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Physician’s contracts and noncompete agreements: Watch out for these 2 issues

Noncompete agreements are legal documents meant to help protect an employer from taking the time to train and onboard an employee, in this case a physician, only to have that physician move to join a competing group. When crafted well, these documents can survive a legal challenge. When drafted poorly, a physician or other group could build a successful challenge and the employer could lose their physician — as well as the investment that went into the onboarding process.

The enforceability of these provisions generally hinges on whether the restraints within the noncompete are reasonable to protect the employer’s legitimate interests. These interests can include specialized training as well as confidential business information. If a former employee or other group attempts to challenge a noncompete, the courts often look to the reasonableness of the restrictions. These include the reach of the geographic location and the time limit. In many cases the broader the geographic area, the longer the time period, the harder these agreements are to enforce.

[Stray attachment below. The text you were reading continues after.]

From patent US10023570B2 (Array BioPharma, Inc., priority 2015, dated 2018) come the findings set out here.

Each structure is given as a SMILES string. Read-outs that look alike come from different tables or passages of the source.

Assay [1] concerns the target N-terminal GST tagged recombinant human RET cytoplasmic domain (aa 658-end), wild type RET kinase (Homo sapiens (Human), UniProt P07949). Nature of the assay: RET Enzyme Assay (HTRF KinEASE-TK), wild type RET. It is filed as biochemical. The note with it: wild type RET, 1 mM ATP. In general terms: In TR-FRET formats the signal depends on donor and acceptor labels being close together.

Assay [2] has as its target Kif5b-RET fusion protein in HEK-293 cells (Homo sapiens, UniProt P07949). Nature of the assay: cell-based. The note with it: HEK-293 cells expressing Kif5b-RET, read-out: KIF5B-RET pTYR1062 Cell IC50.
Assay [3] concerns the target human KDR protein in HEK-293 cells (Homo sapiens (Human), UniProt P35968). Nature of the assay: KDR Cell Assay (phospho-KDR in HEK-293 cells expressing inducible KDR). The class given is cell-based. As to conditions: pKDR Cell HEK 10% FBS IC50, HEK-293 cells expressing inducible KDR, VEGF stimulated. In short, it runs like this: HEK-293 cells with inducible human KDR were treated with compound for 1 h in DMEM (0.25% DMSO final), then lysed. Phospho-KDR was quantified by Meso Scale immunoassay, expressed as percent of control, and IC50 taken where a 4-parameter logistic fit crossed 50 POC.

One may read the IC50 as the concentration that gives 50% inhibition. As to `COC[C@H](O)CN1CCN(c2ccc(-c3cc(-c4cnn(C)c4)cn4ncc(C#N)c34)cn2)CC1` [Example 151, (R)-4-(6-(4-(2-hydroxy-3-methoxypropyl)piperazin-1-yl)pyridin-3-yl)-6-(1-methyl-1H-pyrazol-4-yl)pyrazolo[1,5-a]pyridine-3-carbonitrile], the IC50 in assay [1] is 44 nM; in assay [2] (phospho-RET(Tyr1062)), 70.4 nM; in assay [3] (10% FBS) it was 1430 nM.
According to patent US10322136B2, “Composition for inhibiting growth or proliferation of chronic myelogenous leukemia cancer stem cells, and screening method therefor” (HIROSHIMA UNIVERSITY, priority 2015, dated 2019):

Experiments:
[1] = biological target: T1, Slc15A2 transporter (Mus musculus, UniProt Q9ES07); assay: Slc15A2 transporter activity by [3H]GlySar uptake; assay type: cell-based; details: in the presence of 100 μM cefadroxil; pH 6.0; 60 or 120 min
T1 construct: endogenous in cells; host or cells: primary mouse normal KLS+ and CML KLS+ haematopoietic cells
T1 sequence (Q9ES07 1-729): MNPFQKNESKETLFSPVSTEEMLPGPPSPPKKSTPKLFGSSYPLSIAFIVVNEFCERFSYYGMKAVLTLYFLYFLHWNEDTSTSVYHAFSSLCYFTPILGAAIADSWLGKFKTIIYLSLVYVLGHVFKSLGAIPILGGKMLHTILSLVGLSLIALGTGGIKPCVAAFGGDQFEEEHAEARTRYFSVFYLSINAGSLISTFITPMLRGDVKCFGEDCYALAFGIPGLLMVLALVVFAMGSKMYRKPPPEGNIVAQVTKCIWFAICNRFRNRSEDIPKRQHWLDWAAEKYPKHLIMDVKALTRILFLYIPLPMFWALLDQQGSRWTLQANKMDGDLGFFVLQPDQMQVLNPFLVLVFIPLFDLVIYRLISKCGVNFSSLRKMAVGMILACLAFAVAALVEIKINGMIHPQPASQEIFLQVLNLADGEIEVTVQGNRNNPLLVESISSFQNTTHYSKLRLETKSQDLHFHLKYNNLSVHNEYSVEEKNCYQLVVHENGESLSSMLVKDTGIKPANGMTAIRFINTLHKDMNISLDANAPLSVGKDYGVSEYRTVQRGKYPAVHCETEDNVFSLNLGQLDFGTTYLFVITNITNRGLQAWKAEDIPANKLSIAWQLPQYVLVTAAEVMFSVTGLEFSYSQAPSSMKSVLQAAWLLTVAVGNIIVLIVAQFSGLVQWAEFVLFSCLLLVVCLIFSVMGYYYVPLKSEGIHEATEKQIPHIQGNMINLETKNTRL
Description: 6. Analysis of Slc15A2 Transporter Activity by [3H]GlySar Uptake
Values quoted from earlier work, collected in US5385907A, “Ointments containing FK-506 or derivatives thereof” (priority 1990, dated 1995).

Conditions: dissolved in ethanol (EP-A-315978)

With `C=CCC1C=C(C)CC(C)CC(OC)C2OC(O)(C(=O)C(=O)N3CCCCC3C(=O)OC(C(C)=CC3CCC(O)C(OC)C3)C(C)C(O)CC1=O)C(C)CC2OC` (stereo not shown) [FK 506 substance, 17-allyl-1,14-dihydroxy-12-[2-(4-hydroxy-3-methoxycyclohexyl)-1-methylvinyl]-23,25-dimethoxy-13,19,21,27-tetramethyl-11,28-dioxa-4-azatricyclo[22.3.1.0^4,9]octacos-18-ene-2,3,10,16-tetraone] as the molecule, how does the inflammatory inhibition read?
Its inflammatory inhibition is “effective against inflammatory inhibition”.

Other issues that can impact the enforceability of noncompete agreements include the following.

Issue #1: The law is evolving

It is important to note that the laws that guide the enforcement of these legal arrangements is evolving. The Biden Administration released an Executive Order on Promoting Competition in the American Economy. This order called on the federal government to crackdown on noncompete agreements in an effort to help promote competition in various markets throughout the country.  Although it did not result in changes to the law, it likely led to increased scrutiny of noncompete agreements. As such, it is important for those who rely on these contracts to regularly review the language to better ensure it is enforceable if challenged.

Issue #2: Texas has some unique rules

Anyone looking to have an enforceable noncompete agreement needs to review applicable state law. In Texas, state law generally requires physicians retain access to patient records upon authorization by the patient. The law also states that the restriction include a buyout option. A failure to follow these and other Texas specific rules can mean the noncompete agreement is not enforceable.

Attorney John Rivas is responsible for this communication